Riley came over and, one-handed, wrenched the kid's arm from Kitty's grasp. The other hand was holding a gun.
"- but we can fix that," Lex finished, civilized tone melting away into a nasty snarl. "You took away five years of my life - consider this returning the favor."
Riley put the gun to the kid's head.
Lex, you can't, Kitty tried to say, but the words stuck in her throat. All she could do was stand there, useless, hearing but not understanding as Lex said, "Which half do you think is invulnerable?"
Kitty looked to Superman, wondering frantically - was he waiting? Was he saving his strength for a last-minute rescue?
But - no. Kitty was a con artist, good at reading people, and she saw the truth about Superman without even wanting to.
He wasn't waiting. He was beaten, mortally wounded, helpless himself. He could barely stand. He couldn't save anybody.
Superman glanced away from the kid and caught her eyes. Didn't say anything, but she could hear the Please as if he'd shouted.
But Lex would never forgive -
The kid sucked in a wheezy, hyperventilating breath.
Riley cocked the hammer back.
Kitty stopped thinking.
She shoved Riley.
Riley lurched sideways, the gun went off, Lex turned on Kitty with blazing fury -
"Run!" she cried out, but the kid was already running - half-running, mostly tripping, splashing through the stinking salty puddles. He barreled into Superman, grabbing on, sending Superman staggering back even as he grabbed for the kid in return.
Kitty watched, right before Lex threw her to the ground, as the two of them went over the cliff's edge.
Falling. Not flying.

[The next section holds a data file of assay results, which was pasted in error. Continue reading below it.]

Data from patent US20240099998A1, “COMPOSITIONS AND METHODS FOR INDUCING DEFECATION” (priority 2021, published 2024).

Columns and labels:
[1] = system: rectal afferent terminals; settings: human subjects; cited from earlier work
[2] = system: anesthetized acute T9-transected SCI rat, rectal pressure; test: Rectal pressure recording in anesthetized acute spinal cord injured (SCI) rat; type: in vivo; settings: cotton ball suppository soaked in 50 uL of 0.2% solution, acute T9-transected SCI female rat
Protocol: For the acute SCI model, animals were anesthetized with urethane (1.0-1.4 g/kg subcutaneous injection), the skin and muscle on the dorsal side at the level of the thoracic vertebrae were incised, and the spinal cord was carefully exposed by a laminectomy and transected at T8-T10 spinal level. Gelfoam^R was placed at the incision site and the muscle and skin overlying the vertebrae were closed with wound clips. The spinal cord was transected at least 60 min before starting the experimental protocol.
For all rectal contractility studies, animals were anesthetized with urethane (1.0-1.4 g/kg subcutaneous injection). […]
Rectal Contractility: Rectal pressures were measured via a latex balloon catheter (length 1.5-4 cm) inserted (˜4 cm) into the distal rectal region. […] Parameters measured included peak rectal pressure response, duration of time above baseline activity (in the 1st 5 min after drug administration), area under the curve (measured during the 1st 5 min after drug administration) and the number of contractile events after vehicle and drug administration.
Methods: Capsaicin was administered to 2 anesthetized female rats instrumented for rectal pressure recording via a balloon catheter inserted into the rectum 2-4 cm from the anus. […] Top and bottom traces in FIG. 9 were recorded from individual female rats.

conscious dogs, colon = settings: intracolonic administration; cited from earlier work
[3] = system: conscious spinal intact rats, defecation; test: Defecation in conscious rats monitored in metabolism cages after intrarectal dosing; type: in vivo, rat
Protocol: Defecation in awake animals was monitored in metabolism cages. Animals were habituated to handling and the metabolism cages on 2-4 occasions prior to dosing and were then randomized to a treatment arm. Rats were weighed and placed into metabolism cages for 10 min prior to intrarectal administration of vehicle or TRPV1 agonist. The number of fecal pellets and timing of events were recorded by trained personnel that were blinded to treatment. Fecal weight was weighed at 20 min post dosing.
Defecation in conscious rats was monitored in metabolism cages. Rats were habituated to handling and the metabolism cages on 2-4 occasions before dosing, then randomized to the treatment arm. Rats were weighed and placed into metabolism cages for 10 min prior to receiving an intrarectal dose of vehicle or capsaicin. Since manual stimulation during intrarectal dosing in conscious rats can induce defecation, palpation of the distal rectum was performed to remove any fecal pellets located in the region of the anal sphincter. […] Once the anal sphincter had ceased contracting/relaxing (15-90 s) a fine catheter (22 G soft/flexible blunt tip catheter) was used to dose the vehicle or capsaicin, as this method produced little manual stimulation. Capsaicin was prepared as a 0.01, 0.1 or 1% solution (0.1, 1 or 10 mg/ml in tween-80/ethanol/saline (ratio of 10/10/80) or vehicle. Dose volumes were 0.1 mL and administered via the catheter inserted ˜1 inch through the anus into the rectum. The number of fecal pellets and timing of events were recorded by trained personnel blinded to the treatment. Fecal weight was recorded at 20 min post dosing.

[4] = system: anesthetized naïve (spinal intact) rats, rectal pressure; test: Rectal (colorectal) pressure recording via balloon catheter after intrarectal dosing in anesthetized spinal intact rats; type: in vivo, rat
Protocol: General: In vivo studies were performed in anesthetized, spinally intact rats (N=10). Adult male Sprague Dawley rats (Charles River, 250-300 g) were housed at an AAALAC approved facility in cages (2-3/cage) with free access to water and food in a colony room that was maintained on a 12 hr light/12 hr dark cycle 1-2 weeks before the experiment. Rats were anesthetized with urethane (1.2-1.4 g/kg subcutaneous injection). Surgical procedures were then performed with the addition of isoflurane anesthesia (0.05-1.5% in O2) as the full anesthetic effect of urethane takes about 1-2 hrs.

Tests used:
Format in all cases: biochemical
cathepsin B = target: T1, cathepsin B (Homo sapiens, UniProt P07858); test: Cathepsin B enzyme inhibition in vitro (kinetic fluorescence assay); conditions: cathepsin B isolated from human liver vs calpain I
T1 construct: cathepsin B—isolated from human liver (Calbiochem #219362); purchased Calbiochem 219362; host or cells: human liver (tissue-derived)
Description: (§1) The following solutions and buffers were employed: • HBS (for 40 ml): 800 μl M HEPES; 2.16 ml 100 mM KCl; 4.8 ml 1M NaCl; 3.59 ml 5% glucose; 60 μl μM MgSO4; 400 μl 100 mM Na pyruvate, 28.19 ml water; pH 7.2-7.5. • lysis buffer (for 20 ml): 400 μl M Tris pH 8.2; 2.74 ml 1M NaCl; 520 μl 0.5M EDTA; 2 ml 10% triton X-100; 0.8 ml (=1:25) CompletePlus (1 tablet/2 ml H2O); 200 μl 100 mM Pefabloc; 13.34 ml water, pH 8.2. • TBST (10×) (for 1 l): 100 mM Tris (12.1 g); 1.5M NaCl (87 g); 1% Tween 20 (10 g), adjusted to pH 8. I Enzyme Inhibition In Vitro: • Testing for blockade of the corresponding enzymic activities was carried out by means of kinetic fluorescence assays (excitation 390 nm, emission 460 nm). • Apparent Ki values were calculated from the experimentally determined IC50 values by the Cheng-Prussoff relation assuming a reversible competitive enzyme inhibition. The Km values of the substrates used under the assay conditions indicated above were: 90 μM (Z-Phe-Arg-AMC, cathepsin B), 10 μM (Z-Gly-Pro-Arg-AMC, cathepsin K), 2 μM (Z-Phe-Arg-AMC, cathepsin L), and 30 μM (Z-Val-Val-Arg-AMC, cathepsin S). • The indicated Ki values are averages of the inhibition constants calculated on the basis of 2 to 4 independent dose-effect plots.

The water was cold and churned into a foaming chaos by the tectonic uplift - so much colder and wilder with kryptonite poisoning the blood.
Superman did his best to take the impact for Jason. He hung on to his son as their momentum drove them down too deep, as the current caught them and tossed them heedlessly underwater, as wild storms of bubbles obscured the direction of the surface.
He tried to pull the kryptonite from his side and couldn't. He oriented himself, pushed upwards, towards the light and the air, not fighting the sea on his own behalf, but for the small life he was ultimately so responsible for.
He broke the surface and knew it was too little, too late - his body was shutting down - made sure Jason took a breath - he couldn't - he was going under again - and he let go of Jason so he wouldn't drag the boy with him - and he hoped.
Hoped for a miracle.
Hoped for somebody to save his son.
"Richard!" Lois exclaimed.
"Yeah, I saw them!" Richard banked the seaplane hard and brought it down as close to the - now vanished - flash of red as he could. Before he could get his headset or belt off, Lois was out of the plane and jumping into the water.